In a marriage or civil partnership, you automatically inherit your partner’s estate under the intestacy rules if your partner had no children and a defined share of the estate if there are children or other issue. This follows even if you are separated.
If you are divorced or your civil partnership has ended, you cannot inherit the estate.
If you are an unmarried couple and you are not in a civil partnership, you cannot inherit your partner’s estate under the intestacy rules but you will inherit any property within their estate held by you under a joint tenancy.
There are two ways to hold property together – “Joint Tenants” and “Tenants in common”
If you own the property as “Joint Tenants” the property automatically passes at death to the surviving partner. However, if you own the property as “Tenants in Common” you receive only your share of the property while your partner’s share will be inherited by his or her relatives under the intestacy rules.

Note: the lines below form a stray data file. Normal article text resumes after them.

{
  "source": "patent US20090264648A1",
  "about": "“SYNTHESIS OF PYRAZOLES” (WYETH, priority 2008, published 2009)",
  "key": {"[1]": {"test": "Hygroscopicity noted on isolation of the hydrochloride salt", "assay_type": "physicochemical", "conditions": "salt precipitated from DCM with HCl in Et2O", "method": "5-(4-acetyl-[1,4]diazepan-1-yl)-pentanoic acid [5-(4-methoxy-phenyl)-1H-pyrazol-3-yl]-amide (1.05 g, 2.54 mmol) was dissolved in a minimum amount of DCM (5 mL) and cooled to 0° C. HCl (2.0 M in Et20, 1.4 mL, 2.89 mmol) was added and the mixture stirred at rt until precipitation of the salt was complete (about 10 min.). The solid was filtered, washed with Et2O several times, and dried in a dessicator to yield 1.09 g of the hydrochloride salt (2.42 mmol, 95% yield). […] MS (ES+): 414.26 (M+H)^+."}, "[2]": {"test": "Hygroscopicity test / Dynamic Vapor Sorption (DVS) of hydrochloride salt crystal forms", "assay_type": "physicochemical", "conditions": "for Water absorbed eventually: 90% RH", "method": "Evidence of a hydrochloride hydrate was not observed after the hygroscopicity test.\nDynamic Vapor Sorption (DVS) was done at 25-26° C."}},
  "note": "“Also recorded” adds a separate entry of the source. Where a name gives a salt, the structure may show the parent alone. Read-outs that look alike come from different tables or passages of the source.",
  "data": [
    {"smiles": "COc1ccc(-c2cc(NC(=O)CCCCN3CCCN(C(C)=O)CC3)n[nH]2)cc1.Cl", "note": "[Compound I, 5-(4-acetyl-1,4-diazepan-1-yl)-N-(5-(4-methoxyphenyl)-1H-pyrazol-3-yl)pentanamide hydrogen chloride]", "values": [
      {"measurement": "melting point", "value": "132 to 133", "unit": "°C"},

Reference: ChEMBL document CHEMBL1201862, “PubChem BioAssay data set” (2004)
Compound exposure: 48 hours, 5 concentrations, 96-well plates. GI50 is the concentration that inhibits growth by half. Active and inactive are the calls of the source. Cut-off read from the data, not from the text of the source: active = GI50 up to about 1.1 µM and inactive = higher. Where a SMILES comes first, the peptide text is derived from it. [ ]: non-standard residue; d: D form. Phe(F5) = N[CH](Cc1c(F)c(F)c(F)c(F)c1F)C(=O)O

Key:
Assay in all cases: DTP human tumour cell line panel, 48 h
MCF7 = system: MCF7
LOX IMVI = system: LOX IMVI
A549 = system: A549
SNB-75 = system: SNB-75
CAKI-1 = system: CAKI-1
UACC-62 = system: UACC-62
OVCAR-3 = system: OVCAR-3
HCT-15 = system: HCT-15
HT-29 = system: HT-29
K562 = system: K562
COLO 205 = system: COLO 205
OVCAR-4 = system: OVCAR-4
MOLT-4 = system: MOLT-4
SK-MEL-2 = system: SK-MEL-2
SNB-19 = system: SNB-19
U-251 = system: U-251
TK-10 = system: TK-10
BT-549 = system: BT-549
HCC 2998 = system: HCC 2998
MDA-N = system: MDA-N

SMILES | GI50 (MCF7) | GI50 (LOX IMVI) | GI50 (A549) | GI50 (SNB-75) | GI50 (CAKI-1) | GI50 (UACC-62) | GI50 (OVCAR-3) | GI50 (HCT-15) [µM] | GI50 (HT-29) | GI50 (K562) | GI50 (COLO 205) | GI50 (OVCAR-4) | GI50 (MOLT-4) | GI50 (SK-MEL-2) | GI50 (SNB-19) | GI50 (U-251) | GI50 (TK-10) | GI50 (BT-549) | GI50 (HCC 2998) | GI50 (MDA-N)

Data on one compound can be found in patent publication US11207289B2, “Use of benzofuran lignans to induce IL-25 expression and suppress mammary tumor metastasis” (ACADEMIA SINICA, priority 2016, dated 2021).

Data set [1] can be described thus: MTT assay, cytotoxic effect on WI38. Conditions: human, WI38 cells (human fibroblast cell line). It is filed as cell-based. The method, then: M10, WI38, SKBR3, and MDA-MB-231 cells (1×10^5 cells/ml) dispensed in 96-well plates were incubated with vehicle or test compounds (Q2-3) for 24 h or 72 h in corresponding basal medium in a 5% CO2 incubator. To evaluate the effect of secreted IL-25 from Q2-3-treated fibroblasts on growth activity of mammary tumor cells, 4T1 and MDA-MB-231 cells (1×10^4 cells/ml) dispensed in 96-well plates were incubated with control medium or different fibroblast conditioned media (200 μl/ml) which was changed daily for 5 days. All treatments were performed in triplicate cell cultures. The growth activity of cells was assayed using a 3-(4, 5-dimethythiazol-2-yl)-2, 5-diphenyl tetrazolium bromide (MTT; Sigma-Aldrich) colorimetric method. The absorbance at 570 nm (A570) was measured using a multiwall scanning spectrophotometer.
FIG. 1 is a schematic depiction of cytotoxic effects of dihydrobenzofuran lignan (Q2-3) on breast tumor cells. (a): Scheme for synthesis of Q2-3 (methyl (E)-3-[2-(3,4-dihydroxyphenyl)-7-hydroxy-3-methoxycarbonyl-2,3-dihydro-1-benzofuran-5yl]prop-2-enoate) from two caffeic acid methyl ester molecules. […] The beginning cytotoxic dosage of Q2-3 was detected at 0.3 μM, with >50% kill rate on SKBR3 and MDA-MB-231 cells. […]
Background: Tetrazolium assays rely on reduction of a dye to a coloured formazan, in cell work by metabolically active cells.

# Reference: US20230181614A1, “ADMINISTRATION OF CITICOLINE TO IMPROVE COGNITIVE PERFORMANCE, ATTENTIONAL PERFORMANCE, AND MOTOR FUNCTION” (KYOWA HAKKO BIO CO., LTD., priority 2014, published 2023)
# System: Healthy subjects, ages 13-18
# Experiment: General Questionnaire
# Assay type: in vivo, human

Another way of inheriting a part of your partner’s estate is where you are able to prove that your partner had promised to give you the property and that you relied upon that promise. Such a claim is possible under propriety estoppel.
It should be remembered that you can also make a claim on your partner’s estate if you were financially dependent on them when they were alive and that they did not make adequate financial provision for you.